We live in a culture that has lost its sense of shame—not because of mankind’s return to the innocence of Eden --but because mankind is has lost the innate sense that something is wrong in their relationship with God and with one another.
All manner of sexual perversion is called normal. Our neighbors incur debts that they have no intention of paying off. Politicians look us dead in the eye and say one thing knowing all the time that another is true. People dress immodestly even for church. And those who do these things are shocked-- that we’re shocked.

The complete and utter lack of shame that we see around us is not a sign that we are throwing off the fetters of a puritanical morality--but a revelation that so many in our world—under the influence of Satan-- have lost any sense of shame. This is not progress—it is death. The man in our story today lived among the tombs and a more vivid picture of our world is hard to imagine—physically alive—while spiritually dead.

When he saw Jesus, he cried out and fell down before him and said with a loud voice, "What have you to do with me, Jesus, Son of the Most High God? I beg you, do not torment me." For Jesus had commanded the unclean spirit to come out of the man. (For many a time it had seized him. He was kept under guard and bound with chains and shackles, but he would break the bonds and be driven by the demon into the desert.)

For the man that day there was no earthly power strong enough to restrain him physically—but neither was there any earthly power strong enough to set him free spiritually. In fact, he didn’t even want to be set free—he didn’t even know what freedom was anymore, so deeply was he held captive under Satan’s dominion.
But Jesus loved him too much to let him go on living like that forever. The Lord has the same loving attitude towards all people. He is not content to let us continue on under Satan’s dominion but has come to set free from Satan’s power—a deliverance and redemption that only he can accomplish.

As great and as powerful as were the spiritual beings who held that poor man captive—they were simply no match for Jesus—they had to bow at his feet in submission for they knew exactly who he was and what he had come to do: the Son of God who had come to destroy the works of the devil.

From the very beginning, God promised this day would come—that he would send a Savior—one born of a woman who would destroy Satan and restore everything that he had destroyed—one who would set us free from slavery to sin and death. What was about to happen for that man was sign revealing what Jesus would do for all people—rescuing us from the hell that we deserve on account of our sins. Luke writes:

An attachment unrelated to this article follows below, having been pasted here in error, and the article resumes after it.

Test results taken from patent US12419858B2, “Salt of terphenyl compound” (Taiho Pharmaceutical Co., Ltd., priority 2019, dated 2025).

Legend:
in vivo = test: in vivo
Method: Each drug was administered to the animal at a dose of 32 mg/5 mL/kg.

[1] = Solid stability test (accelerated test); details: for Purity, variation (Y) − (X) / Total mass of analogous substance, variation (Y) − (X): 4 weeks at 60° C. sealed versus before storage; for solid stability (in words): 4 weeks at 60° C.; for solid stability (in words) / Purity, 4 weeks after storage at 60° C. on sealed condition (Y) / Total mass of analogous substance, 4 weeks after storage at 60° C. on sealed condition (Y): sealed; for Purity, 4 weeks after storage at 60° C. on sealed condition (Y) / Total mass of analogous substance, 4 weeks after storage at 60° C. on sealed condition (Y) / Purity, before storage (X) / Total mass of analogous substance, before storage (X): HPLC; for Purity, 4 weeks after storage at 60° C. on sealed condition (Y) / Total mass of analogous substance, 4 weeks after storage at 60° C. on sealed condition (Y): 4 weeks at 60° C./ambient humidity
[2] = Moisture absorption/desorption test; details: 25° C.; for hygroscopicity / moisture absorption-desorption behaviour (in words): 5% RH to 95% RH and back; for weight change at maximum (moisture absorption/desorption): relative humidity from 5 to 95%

Jesus then asked him, "What is your name?" And he said, "Legion," for many demons had entered him. And they begged him not to command them to depart into the abyss.

In Jesus’ day, a legion was a group of Roman soldiers—6,000 of them—that is how may demons had taken possession of this poor man—but they were still no match for the One who was sent to destroy them.

That is important for us to remember when it comes to the devil. Two different human attitudes please Satan when it comes to our understanding of who he is. The first is when modern people deny his existence and give him a free reign to go about his destructive ways—and we see plenty of that in our culture today. But the second is when some religious people overestimate his power—and there’s plenty of that kind of superstition in the church today. Yes, Satan is real and yes Satan is powerful—but he is not more powerful than Jesus.

6,000 demons bowed at Jesus’ feet that day and begged him not to send them back to hell which is another biblical teaching denied by many modern people. Hell is a place of eternal torment and suffering for the devil and his angels. Despite modern denials that hell is simply an ancient fable designed to scare people into behaving themselves. Hell is real—and it’s torments are terrible—and they are eternal.

The great tragedy of hell is that there are also human beings there when it doesn’t have to be that way. Jesus Christ has fully atoned upon the cross for all our sins. There he suffered the pains of hell in our place and rose up victorious on the third day showing Satan a defeated enemy. The way of salvation is open to all people through faith in Jesus Christ and hell need not gain one more soul for its eternal torments. For the demons that day, anything was preferable to being sent back to hell.

Now a large herd of pigs was feeding there on the hillside, and they begged Jesus to let them enter these. So he gave them permission. Then the demons came out of the man and entered the pigs, and the herd rushed down the steep bank into the lake and were drowned.